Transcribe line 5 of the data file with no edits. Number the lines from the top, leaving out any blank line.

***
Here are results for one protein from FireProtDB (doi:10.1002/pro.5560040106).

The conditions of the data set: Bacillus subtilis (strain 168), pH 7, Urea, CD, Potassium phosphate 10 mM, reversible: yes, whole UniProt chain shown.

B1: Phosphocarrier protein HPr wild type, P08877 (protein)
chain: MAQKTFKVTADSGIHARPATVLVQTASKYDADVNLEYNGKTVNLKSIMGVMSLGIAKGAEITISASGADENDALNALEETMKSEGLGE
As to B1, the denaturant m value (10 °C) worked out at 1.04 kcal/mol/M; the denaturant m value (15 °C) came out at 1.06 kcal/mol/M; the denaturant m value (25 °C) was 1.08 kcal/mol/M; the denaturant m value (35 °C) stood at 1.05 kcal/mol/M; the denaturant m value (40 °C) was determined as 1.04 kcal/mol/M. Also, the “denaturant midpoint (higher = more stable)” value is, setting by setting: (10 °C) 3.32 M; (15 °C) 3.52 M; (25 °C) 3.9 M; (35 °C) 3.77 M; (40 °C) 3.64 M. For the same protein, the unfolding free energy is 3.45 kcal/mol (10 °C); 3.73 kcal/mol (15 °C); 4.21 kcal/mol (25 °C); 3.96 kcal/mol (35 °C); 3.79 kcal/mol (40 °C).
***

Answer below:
As to B1, the denaturant m value (10 °C) worked out at 1.04 kcal/mol/M; the denaturant m value (15 °C) came out at 1.06 kcal/mol/M; the denaturant m value (25 °C) was 1.08 kcal/mol/M; the denaturant m value (35 °C) stood at 1.05 kcal/mol/M; the denaturant m value (40 °C) was determined as 1.04 kcal/mol/M. Also, the “denaturant midpoint (higher = more stable)” value is, setting by setting: (10 °C) 3.32 M; (15 °C) 3.52 M; (25 °C) 3.9 M; (35 °C) 3.77 M; (40 °C) 3.64 M. For the same protein, the unfolding free energy is 3.45 kcal/mol (10 °C); 3.73 kcal/mol (15 °C); 4.21 kcal/mol (25 °C); 3.96 kcal/mol (35 °C); 3.79 kcal/mol (40 °C).